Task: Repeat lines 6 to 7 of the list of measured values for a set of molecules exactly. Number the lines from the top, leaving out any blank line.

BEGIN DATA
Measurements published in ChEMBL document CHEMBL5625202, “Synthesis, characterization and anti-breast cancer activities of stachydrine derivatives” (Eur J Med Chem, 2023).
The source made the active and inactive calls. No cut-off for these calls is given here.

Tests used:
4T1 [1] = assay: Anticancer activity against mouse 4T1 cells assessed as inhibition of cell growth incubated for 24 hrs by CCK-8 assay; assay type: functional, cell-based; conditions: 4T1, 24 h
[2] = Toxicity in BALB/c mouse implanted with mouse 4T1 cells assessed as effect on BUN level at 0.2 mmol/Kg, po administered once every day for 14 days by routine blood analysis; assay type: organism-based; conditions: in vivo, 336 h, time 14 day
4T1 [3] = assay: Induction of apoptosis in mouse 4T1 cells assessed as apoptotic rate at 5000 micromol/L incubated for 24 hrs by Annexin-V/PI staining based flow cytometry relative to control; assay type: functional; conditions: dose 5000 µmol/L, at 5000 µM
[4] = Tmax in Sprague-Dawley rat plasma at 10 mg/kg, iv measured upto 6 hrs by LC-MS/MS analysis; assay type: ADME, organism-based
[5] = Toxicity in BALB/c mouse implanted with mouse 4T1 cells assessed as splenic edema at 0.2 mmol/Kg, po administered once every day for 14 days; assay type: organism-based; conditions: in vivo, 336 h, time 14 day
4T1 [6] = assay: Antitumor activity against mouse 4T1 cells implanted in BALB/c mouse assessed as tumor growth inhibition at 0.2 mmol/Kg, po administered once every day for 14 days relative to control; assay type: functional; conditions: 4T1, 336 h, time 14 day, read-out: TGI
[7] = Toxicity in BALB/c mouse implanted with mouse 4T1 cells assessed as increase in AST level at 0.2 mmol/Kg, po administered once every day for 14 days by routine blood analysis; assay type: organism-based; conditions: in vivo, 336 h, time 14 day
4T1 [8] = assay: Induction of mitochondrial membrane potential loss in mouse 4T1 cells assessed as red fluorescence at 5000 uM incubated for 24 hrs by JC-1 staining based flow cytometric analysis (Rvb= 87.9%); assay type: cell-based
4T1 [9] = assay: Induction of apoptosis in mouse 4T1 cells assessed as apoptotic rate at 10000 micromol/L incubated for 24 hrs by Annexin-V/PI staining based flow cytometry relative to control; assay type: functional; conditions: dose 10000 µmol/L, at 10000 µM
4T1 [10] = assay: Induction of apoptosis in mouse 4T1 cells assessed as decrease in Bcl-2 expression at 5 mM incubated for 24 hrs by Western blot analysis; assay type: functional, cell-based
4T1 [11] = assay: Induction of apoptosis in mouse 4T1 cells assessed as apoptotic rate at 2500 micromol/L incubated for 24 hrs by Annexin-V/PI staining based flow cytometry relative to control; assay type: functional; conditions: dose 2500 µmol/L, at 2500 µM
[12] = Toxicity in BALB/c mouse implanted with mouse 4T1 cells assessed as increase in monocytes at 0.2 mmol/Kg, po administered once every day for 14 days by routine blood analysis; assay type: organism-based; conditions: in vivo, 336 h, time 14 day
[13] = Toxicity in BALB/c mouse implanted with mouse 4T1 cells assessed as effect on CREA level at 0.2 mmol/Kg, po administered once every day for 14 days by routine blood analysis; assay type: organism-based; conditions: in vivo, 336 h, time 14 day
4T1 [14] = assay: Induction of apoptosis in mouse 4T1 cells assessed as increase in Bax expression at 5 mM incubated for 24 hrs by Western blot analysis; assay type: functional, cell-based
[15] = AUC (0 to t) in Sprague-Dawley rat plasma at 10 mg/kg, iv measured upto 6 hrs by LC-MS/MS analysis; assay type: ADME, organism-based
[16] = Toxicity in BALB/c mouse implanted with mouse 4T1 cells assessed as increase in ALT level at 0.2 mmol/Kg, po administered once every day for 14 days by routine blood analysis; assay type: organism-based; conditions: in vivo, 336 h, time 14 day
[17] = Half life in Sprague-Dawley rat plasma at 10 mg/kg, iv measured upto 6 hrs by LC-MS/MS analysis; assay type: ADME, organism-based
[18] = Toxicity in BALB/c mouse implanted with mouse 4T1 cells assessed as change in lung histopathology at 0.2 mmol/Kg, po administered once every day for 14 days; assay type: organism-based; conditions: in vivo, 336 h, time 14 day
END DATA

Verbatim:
4T1 [3] = assay: Induction of apoptosis in mouse 4T1 cells assessed as apoptotic rate at 5000 micromol/L incubated for 24 hrs by Annexin-V/PI staining based flow cytometry relative to control; assay type: functional; conditions: dose 5000 µmol/L, at 5000 µM
[4] = Tmax in Sprague-Dawley rat plasma at 10 mg/kg, iv measured upto 6 hrs by LC-MS/MS analysis; assay type: ADME, organism-based